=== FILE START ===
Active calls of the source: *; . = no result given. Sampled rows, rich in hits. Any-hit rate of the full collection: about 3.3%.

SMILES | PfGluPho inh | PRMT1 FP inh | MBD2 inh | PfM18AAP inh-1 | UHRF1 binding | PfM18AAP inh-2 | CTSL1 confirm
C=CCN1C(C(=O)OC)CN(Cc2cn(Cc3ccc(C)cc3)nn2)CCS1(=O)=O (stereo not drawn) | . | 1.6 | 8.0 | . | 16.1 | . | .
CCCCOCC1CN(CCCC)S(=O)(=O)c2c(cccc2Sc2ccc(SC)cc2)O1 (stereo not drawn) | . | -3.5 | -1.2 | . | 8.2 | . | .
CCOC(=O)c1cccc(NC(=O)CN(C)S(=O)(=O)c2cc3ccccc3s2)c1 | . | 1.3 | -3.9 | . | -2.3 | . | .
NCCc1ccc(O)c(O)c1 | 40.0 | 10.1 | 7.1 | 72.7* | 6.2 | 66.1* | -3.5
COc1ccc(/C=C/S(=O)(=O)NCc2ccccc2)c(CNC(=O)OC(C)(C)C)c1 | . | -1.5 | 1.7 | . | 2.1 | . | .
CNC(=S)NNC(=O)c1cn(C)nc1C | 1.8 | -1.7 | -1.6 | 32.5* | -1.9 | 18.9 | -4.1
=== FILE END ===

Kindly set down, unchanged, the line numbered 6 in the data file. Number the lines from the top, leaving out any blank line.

NCCc1ccc(O)c(O)c1 | 40.0 | 10.1 | 7.1 | 72.7* | 6.2 | 66.1* | -3.5